The police have, we are informed, at last succeeded in establishing the identity of the unfortunate woman supposed to have been murdered in Clarke's yard, High street, Poplar, but they have been unsuccessful in tracing anything like a connected chain of the deceased's antecedents. It will be seen from the already numerous list of soubriquets under which she was known, that she was one of those unfortunates lost in London. The first person to give the police any clue regarding the deceased's identity was Mrs. Hill, of Simpson's row, Poplar, who recognised her as Alice Downey, or Downe, others knowing her in the neighbourhood as "Fair Clara,£ and "Drunken Liz," while Alice Graves recognised her as Lizzie Davis. It would appear from this conflicting testimony that the murdered woman was known in Poplar by the name of Downey or Downe, and in Whitechapel, which it has been discovered was the last neighbourhood in which she resided, by the name of Davis. Both these names have, however, been discovered to be assumed, and would appear to be conclusive evidence that the victim is one of the many unfortunates in the metropolis who, having absconded from their friends, perhaps in the provinces, are lost to them for ever for reasons which are obvious. Beyond Mrs. Hill. no one appears to know the deceased in the district where she was found murdered, but in Whitechapel she is well known, but only by the of Davis or "Drunken Liz." The police, after some considerable difficulty, secured the attendance at the Poplar Mortuary yesterday of Elizabeth Usher, the head nurse at the Bromley Sick Asylum, where the deceased was stated to have been an inmate. Miss Usher immediately recognised the woman as Rose Milett or Mylett, who had been an inmate in that institution on several occasions. There can be but little doubt that the name under which Miss Usher recognised her is her real name, for the books of the asylum were referred to, and it was discovered that she last entered the asylum on the 20th of January, 1888, and discharged herself on the 14th of March last. On each occasion she went in under the same name and for treatment of the same disease. It appears that the deceased had informed most of her acquaintance that she had a mother living in Baker's row, Old Montague street, Spitalfields. The police have, however, failed to discover any relatives in this neighbourhood, but have found that the deceased resided in a common lodging house in George street, a thoroughfare in Spitalfields made notorious by the recent attempt to murder a woman in a similar establishment. Mary Smith, the deputy at this house, was somewhat reticent regarding the affair, but described the deceased as being "a very respectable person, although she was an 'unfortunate.'" In answer to some questions put by a reporter, Mrs. Smith said the deceased had lodged with her for about three months, and had until within the last fortnight had a male companion in a man named Goodson; but this man, she stated, had not seen the unfortunate victim for the past two weeks. The last time she saw the deceased alive was on Wednesday night last, when, between six and seven o'clock, Rose Milett left for Poplar, Mrs. Smith giving her twopence to pay her train fare to the district in which she met her death. She had always known the deceased by the name of Davis, and no other. She believed that her mother lived in Baker's row, but she had never seen her, only having heard the deceased say that her mother lived there.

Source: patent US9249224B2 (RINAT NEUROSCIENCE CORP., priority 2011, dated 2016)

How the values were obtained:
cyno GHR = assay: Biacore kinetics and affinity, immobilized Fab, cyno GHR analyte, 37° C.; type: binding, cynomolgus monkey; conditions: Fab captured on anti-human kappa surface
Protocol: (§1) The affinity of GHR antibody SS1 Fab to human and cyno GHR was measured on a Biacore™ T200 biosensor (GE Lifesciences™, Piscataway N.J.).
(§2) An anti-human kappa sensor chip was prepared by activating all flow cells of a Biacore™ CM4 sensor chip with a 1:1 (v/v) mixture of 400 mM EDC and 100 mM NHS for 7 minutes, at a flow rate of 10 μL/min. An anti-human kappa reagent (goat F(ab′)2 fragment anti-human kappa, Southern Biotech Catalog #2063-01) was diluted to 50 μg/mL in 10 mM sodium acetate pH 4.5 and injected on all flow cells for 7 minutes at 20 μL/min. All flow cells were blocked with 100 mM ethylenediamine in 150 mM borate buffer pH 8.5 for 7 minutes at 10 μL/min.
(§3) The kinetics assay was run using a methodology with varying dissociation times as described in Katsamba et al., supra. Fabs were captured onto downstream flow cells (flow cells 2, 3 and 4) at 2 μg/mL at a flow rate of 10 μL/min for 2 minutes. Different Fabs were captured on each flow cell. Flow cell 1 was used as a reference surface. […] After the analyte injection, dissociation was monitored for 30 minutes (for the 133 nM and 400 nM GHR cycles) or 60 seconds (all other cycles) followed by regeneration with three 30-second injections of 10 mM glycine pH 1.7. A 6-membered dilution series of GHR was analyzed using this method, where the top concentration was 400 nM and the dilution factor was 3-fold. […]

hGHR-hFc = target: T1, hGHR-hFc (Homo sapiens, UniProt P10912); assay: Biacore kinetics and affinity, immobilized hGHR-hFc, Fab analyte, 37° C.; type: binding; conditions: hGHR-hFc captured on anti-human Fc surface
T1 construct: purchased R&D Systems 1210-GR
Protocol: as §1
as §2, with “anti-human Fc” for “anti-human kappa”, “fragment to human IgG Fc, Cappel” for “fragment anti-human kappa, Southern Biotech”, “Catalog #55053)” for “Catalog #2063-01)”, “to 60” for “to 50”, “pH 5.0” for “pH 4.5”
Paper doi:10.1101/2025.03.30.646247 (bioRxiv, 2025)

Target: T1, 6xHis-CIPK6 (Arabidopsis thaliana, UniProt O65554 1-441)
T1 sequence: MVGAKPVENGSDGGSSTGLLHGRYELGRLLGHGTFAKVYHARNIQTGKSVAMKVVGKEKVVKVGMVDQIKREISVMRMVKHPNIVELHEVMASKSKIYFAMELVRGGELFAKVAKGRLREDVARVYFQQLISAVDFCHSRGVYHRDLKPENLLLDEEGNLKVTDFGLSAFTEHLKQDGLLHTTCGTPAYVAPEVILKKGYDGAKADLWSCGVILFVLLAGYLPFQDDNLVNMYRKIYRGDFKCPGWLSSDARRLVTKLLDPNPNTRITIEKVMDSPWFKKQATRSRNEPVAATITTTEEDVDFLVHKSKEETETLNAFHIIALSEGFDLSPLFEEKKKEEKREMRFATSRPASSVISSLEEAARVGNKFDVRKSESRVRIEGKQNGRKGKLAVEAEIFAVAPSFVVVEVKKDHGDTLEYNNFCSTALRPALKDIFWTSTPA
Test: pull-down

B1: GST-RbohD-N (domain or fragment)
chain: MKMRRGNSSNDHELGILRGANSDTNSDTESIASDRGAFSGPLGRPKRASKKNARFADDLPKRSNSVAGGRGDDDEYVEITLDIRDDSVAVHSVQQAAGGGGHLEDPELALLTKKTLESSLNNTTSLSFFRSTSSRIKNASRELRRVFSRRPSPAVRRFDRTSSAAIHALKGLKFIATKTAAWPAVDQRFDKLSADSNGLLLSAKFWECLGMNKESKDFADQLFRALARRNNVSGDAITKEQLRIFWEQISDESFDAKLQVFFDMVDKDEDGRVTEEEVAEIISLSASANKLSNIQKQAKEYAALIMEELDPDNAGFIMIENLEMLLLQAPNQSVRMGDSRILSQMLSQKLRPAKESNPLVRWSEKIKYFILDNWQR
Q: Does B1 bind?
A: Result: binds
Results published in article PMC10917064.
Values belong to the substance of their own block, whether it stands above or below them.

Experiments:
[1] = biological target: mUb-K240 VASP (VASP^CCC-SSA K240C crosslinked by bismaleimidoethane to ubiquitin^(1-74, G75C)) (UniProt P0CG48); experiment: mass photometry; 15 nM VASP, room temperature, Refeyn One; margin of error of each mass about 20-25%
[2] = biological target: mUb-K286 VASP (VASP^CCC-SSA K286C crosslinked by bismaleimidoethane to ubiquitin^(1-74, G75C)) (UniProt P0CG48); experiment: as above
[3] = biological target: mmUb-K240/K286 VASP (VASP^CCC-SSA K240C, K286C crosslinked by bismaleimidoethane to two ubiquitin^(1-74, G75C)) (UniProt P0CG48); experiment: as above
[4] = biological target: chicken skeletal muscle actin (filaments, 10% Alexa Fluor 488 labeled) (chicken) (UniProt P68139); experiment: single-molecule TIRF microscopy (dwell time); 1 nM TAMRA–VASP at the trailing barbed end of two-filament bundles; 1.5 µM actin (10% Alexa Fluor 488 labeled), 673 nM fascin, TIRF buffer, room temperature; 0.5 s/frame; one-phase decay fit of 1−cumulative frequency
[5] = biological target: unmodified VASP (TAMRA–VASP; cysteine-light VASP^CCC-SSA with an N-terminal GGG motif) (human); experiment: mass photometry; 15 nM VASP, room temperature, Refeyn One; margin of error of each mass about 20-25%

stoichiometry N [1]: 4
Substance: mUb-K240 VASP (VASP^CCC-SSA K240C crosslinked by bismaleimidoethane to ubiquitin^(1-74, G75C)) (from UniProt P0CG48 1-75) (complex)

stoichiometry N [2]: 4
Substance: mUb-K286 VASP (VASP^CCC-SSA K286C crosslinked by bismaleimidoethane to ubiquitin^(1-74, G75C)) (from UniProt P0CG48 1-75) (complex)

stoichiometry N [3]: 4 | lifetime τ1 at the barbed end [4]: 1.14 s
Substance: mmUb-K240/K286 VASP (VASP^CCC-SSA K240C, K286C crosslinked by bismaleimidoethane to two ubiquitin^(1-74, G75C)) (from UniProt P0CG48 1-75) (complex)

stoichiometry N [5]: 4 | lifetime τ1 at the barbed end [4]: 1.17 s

The last returns to the Local Government Board from the various parishes and unions of the metropolis show the number of indoor poor to be 59,801, and outdoor poor 24,589 adults, 15,521 children under the ages of 16 years, or a gross total of 99,831, exclusive of lunatics, imbeciles, and inmates of various hospitals and institutions or of vagrants. The number at the corresponding period of last year was 102,559, being a decrease in pauperism of no less than 2,728.